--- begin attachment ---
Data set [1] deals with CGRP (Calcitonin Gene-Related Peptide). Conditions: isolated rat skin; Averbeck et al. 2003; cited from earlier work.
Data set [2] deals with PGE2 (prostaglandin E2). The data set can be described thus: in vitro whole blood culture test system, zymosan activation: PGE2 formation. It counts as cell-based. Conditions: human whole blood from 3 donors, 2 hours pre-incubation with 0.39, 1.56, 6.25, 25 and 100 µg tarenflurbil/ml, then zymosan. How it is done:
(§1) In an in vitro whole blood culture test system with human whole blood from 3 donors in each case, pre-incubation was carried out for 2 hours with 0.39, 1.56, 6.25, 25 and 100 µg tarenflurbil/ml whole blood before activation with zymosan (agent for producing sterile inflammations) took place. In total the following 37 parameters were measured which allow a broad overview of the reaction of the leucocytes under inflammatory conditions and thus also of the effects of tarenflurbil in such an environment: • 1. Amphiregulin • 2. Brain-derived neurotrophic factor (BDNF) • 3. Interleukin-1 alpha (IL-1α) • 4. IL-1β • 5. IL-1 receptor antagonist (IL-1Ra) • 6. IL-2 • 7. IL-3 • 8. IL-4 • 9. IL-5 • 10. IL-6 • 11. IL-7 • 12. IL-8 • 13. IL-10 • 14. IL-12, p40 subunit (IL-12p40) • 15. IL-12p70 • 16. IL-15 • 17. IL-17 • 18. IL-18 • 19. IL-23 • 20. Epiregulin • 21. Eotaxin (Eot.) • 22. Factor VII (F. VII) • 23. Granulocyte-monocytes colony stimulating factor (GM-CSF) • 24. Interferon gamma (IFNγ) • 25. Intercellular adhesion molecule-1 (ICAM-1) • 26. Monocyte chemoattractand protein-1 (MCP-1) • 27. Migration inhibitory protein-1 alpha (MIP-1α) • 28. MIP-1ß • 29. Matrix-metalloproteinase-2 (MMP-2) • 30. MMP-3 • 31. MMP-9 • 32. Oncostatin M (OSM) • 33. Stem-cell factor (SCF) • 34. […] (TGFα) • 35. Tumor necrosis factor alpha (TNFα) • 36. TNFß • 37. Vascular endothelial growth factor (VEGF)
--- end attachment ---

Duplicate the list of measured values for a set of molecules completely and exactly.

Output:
Data set [1] deals with CGRP (Calcitonin Gene-Related Peptide). Conditions: isolated rat skin; Averbeck et al. 2003; cited from earlier work.
Data set [2] deals with PGE2 (prostaglandin E2). The data set can be described thus: in vitro whole blood culture test system, zymosan activation: PGE2 formation. It counts as cell-based. Conditions: human whole blood from 3 donors, 2 hours pre-incubation with 0.39, 1.56, 6.25, 25 and 100 µg tarenflurbil/ml, then zymosan. How it is done:
(§1) In an in vitro whole blood culture test system with human whole blood from 3 donors in each case, pre-incubation was carried out for 2 hours with 0.39, 1.56, 6.25, 25 and 100 µg tarenflurbil/ml whole blood before activation with zymosan (agent for producing sterile inflammations) took place. In total the following 37 parameters were measured which allow a broad overview of the reaction of the leucocytes under inflammatory conditions and thus also of the effects of tarenflurbil in such an environment: • 1. Amphiregulin • 2. Brain-derived neurotrophic factor (BDNF) • 3. Interleukin-1 alpha (IL-1α) • 4. IL-1β • 5. IL-1 receptor antagonist (IL-1Ra) • 6. IL-2 • 7. IL-3 • 8. IL-4 • 9. IL-5 • 10. IL-6 • 11. IL-7 • 12. IL-8 • 13. IL-10 • 14. IL-12, p40 subunit (IL-12p40) • 15. IL-12p70 • 16. IL-15 • 17. IL-17 • 18. IL-18 • 19. IL-23 • 20. Epiregulin • 21. Eotaxin (Eot.) • 22. Factor VII (F. VII) • 23. Granulocyte-monocytes colony stimulating factor (GM-CSF) • 24. Interferon gamma (IFNγ) • 25. Intercellular adhesion molecule-1 (ICAM-1) • 26. Monocyte chemoattractand protein-1 (MCP-1) • 27. Migration inhibitory protein-1 alpha (MIP-1α) • 28. MIP-1ß • 29. Matrix-metalloproteinase-2 (MMP-2) • 30. MMP-3 • 31. MMP-9 • 32. Oncostatin M (OSM) • 33. Stem-cell factor (SCF) • 34. […] (TGFα) • 35. Tumor necrosis factor alpha (TNFα) • 36. TNFß • 37. Vascular endothelial growth factor (VEGF)